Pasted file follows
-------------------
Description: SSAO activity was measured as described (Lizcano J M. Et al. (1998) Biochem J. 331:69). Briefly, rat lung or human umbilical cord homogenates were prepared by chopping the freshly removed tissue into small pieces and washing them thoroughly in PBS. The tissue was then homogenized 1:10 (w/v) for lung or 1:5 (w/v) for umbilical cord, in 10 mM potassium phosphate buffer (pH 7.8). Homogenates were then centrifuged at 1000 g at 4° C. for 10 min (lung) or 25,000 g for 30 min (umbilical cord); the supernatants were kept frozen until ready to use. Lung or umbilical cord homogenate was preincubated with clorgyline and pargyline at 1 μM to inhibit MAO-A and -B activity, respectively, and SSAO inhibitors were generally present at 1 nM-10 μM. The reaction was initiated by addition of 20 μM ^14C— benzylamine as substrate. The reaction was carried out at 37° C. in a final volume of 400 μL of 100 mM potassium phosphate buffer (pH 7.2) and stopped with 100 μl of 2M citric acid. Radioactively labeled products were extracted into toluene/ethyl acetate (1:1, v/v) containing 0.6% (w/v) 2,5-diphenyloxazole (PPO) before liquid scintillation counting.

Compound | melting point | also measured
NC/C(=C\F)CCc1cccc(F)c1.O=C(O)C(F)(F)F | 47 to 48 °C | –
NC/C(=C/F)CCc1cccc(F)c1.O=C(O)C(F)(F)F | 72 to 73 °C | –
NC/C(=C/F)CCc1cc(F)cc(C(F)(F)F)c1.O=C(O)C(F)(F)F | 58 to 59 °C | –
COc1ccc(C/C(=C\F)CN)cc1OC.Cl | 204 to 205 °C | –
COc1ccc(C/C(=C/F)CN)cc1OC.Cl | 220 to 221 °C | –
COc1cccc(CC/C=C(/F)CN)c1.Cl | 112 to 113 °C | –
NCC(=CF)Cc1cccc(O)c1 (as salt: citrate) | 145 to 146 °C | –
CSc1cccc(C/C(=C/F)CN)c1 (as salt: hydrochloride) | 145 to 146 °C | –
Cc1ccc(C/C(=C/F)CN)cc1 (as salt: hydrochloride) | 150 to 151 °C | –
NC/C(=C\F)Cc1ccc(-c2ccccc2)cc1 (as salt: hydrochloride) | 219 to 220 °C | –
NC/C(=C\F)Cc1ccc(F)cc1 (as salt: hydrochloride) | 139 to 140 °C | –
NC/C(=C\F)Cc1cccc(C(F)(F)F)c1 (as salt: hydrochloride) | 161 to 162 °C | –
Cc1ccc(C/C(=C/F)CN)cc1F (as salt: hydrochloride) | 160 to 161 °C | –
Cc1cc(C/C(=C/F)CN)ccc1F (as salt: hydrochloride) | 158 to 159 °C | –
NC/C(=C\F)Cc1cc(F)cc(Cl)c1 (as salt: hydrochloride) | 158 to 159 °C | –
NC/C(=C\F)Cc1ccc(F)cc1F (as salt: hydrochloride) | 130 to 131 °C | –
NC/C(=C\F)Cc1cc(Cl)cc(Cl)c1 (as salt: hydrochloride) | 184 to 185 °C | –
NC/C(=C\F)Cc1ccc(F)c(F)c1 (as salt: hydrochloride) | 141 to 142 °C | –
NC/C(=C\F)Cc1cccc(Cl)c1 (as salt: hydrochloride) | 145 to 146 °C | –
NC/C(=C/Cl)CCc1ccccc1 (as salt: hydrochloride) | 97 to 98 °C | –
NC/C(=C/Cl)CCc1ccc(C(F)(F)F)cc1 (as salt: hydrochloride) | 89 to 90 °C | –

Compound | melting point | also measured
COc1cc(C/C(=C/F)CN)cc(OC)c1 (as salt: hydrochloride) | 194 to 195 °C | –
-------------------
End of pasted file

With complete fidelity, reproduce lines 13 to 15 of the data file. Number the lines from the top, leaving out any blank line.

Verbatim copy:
NC/C(=C\F)Cc1ccc(F)cc1 (as salt: hydrochloride) | 139 to 140 °C | –
NC/C(=C\F)Cc1cccc(C(F)(F)F)c1 (as salt: hydrochloride) | 161 to 162 °C | –
Cc1ccc(C/C(=C/F)CN)cc1F (as salt: hydrochloride) | 160 to 161 °C | –